It could not reasonably have been found that the defendant was in the exercise of due care in driving the automobile. Whether the plaintiff was in the exercise of due care while riding was made to turn by the court, under the claim of the defendant, upon the state of mind of the plaintiff as to the competency of the driver when he accepted the defendant's invitation to ride. This appears from the following excerpt from the charge, which is made a reason of appeal: "Counsel claim that this plaintiff knew and regarded this defendant as a fast and careless driver; that he comprehended all of the dangers incident to riding with him, when he testified that he hesitated about accepting his invitation, and that this was one of the reasons why he hesitated; that this knowledge was gained by the plaintiff from previous experience when riding with the defendant. It is also claimed that the plaintiff had, after testifying upon his first appearance upon the witness stand, that he hesitated about accepting the defendant's invitation because he drove fast and he thought he was careless, discovered that such testimony was harmful to his cause of action here, and therefore has gone again upon the witness stand and attempted to give another reason for having said that he hesitated; and that, as a reason why he hesitated about riding on that occasion with the defendant, that he had not meant to say that he thought the defendant was careless."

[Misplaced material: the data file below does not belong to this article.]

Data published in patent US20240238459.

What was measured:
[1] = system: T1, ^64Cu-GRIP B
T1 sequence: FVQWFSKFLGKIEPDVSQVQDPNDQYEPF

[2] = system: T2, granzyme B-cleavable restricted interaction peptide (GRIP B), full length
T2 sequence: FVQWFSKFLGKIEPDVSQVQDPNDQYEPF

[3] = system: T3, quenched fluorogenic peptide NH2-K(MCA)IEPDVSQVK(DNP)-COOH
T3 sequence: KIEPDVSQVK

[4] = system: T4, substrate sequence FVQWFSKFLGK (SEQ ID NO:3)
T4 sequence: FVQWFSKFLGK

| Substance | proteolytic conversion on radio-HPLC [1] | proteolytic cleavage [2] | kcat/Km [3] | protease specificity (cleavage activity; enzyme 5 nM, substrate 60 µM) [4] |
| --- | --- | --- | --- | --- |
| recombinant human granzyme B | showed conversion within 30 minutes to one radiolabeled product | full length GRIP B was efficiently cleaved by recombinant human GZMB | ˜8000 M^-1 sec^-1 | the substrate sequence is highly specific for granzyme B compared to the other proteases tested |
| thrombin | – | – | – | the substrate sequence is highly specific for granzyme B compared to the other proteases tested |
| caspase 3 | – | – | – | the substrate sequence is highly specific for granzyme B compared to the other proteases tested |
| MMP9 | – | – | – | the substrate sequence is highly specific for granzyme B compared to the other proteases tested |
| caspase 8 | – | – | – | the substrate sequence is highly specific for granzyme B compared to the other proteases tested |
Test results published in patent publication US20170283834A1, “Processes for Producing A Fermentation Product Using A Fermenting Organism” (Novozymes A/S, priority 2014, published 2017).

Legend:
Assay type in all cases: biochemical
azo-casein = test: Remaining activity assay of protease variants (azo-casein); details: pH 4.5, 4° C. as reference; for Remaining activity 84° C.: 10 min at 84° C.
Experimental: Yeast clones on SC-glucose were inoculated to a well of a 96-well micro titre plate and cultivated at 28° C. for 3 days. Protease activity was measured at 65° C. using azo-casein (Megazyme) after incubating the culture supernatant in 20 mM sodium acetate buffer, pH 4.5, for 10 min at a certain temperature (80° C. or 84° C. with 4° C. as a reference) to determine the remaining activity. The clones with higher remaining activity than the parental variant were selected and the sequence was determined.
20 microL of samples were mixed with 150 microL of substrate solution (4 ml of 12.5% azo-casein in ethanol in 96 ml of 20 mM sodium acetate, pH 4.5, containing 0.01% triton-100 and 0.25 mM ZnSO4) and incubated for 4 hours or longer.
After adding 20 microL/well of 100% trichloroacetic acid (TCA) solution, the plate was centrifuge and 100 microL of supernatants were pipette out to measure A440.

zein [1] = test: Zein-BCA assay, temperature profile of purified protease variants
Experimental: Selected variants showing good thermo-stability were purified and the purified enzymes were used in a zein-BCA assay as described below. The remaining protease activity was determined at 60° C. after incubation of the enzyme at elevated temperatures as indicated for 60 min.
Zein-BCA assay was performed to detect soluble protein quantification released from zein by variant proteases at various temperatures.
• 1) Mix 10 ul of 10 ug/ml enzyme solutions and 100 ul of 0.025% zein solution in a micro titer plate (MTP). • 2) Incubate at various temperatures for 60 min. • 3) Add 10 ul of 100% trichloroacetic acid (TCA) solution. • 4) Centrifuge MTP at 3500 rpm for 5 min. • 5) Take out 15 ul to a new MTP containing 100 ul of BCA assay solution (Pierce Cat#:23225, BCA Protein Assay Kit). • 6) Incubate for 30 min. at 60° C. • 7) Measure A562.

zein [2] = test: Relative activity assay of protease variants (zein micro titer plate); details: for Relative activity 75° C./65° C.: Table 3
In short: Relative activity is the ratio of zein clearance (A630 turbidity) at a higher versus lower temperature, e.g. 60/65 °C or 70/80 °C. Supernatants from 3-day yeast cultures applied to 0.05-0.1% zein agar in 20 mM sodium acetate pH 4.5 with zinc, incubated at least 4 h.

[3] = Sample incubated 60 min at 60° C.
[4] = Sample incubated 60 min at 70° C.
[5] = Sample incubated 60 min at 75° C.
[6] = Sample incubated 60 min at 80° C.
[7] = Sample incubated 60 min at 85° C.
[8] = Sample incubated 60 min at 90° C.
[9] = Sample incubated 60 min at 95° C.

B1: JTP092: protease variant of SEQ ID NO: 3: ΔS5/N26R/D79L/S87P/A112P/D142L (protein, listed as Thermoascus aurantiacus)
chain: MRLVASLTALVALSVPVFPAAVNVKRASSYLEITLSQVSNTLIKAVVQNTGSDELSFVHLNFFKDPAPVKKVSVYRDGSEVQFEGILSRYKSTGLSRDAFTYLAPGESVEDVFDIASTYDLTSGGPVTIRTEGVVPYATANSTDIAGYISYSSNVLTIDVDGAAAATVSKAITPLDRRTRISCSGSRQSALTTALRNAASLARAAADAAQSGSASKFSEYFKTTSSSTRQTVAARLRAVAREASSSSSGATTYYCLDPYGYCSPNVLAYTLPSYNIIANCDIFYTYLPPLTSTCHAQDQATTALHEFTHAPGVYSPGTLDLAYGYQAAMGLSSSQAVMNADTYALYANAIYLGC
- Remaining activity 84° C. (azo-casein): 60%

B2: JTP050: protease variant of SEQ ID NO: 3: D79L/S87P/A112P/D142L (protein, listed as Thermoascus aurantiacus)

Thus, the past habits of the driver or his competency as disclosed to the plaintiff by his past conduct of driving, was deemed as relevant, or rather decisive if found proved, as to whether or not the plaintiff was in the exercise of due care in riding with the defendant. This was an erroneous conception of the law, and has no support in Dickerson v. Connecticut Co., 98 Conn. 87, 118 A. 518, as the defendant claimed.
If a guest, when he enters an automobile upon an invitation to ride, regarded the driver from past experience as a fast and careless driver, and for that reason hesitated about accepting the invitation, the mere fact that the guest accepted the invitation and entered the automobile would not be contributory negligence and a bar to recovery for an injury caused by the negligent driving of the other. There can be no contributory negligence or assumption of risk arising on the part of an invited guest from the mere knowledge that the driver on former occasions has so driven his automobile as to indicate that he is likely to drive recklessly. This may be a circumstance imposing upon the guest, in the exercise of reasonable care, greater watchfulness. Contributory negligence or assumption of risk in relation to the negligent driving of a car cannot arise until it is disclosed to, or ought to have been known to, the guest, that the driver is driving negligently. In other words, a guest, merely because he believes or fears from past experience that a driver of a car may drive negligently, does not assume the risk of any such negligence or fail to use due care by accepting an invitation to ride.